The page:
Publishers Weekly - Publisher's Weekly
Six hundred years ago, the Anasazi, said to be the ancestors of the Hopi, Zuni and other Pueblo peoples, left their homes in the region known as the Four Corners, where Colorado, Utah, New Mexico and Arizona converge, and disappeared. They had inhabited the area for perhaps 5000 or more years. They left behind pots, weavings, tools, monuments, human remains and, above all, their astounding cliff ``palaces,'' containing apartments of as many as 20 rooms each. Many of these are still viable but so fragile that, in the national park lands where most are located, they are closed to the public. Roberts (Once They Moved Like the Wind) has spent 20 years exploring the region, and he recounts the history of the discoveries, the appalling thefts of artifacts, the cave paintings and his own transcendent experiences in stumbling upon some vestige of this lost civilization. His awe at the region's beauty, with its sheer cliffs, canyons and mesas, and at the testaments to an unknown culture will be contagious for readers. (Mar.)
School Library Journal
YATravel back 1000 years or more as Roberts weaves his way through the canyons of the Southwest, exploring sites once inhabited by the "ancient ones," now commonly referred to as the Anasazi. Perhaps no other group raises as much speculation, for they've left behind a legacy of basket-making, pottery, and well-constructed homes in the sandstone cliffs of the canyons, yet have left no substantive clues as to what caused their disappearance. Through the author's travels, readers learn of the problems of land management in the West; the dilemma of the National Park Service to preserve, restore, or maintain these sites as they stretch pinched budgets; the importance of the provenance of a found object; and the glory of the petroglyphs. Young people who hike or rock climb will be intrigued as they discover that the cut-out hand-and-toe trails that enabled the Anasazi to scramble up the cliffsides are still usable today. The anger felt by the author over the loss of thousands of sites to Lake Powell after building the Glen Canyon Dam is as obvious as his reverence for these unknown people and their culture. The book goes far beyond travel writing and will entice young people to continue their reading about these mysterious people, ponder the tantalizing clues left behind in their clifftop and mesa dwellings.Pam Spencer, Fairfax County Public Schools, VA
Roberts presented a judicious history of the Apache wars in "Once They Moved Like the Wind" (1993); here he chronicles the search for clues to the mystery of the Anasazi's abandonment of their extraordinary cliff dwellings some 700 years ago. Roberts blends accounts of his hiking adventures in the glorious canyon country of the Southwest with a chronicle of Anglos of the nineteenth century who shared his passion for studying the elusive Anasazi, especially the cowboy-archaeologist Richard Wetherell. Then, as he compares the discoveries of Wetherell and his peers with more recent revelations, Roberts considers the complex ethical questions raised by the inevitably intrusive work of archaeologists and anthropologists. He also discusses the huge increase in tourism, which has necessitated restricted access to most Anasazi sites. This paradox of high interest and low ingress reflects the contrast between the romanticized view many outsiders have of the Anasazi and evidence that indicates a far more brutal, or, frankly, simply more human, way of life.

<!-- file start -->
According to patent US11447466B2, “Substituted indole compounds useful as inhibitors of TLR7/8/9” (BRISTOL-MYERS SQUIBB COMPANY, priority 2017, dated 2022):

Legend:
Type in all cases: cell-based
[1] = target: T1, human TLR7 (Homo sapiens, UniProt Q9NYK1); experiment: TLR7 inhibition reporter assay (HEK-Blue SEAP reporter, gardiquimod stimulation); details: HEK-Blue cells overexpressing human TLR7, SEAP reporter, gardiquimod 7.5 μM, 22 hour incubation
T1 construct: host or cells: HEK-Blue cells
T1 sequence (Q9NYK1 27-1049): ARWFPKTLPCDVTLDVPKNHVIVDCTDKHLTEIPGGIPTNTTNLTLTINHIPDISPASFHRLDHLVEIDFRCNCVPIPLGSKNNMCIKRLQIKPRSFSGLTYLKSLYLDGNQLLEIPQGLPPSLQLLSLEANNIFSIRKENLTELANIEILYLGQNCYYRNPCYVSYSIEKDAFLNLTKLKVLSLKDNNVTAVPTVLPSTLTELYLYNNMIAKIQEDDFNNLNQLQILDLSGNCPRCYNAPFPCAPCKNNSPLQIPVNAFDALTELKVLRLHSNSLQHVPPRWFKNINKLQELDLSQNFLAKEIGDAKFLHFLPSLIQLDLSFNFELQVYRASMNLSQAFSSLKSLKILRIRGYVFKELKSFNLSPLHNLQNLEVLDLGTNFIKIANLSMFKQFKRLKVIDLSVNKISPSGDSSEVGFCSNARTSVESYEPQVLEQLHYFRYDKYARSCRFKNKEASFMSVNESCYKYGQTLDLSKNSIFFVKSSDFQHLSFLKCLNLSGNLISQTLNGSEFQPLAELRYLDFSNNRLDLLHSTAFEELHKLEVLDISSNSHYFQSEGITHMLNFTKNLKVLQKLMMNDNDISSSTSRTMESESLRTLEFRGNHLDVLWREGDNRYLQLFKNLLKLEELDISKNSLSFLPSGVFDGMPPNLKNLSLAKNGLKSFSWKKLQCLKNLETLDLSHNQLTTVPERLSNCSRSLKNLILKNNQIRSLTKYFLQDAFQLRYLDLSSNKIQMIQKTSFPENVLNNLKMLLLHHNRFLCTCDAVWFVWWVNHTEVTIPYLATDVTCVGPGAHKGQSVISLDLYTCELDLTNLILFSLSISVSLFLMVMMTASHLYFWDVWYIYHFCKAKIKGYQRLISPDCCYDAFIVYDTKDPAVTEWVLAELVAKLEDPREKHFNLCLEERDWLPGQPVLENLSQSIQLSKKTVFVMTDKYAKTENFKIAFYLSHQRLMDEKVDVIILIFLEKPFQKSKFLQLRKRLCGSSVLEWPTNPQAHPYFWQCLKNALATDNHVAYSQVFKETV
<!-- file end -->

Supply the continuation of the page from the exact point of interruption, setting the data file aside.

A stirring excursion into the worlds of ancient Native America and modern archaeology.
Roberts (Once They Moved Like the Wind: Cochise, Geronimo, and the Apache Wars, 1993, etc.), a devotee of all things southwestern, here turns his attention to the culture of the Anasazi, who once inhabited the Colorado Plateau and whose modern descendants are the Hopi Indians of Arizona. Anglo archaeologists, Roberts writes, have been puzzling over the Anasazi for more than a century, trying to determine the environmental and cultural factors that caused Anasazi society to collapse 700 years ago. He takes the reader on a closely annotated tour of some enduring controversies in the historical record, among them the haunting question of whether the Anasazi committed acts of cannibalism in conjunction with warfare. Roberts has a fondness for iconoclastic views; he argues, for instance, that amateur archaeologist Richard Wetherill, who discovered famous Anasazi sites like Cliff Palace in Mesa Verde and who is generally regarded as little more than a tomb-robber, was a better interpreter of the Anasazi than he is given credit for today; many of his supposed misdeeds of analysis, Roberts asserts, are the fault of "museum staffs who later mishandled his collections." He is also a partisan of the contemporary archaeologist Stephen Lekson, who maintains that Anasazi kivaspit structures long thought to have had a ceremonial functionmay have had only a domestic purpose. Readers with little interest in the minutiae of prehistoric research will find Roberts's account of a descent into the little explored and appropriately named Mystery Canyon more exciting, but the book is full of the excitement of discovery at every turn.
"For all the pitiless rigor of that desert land," Roberts writes, "the Anasazi Southwest forms the most compelling landscape I know of in the world." He honors that landscape and its former inhabitants with this adventurous book.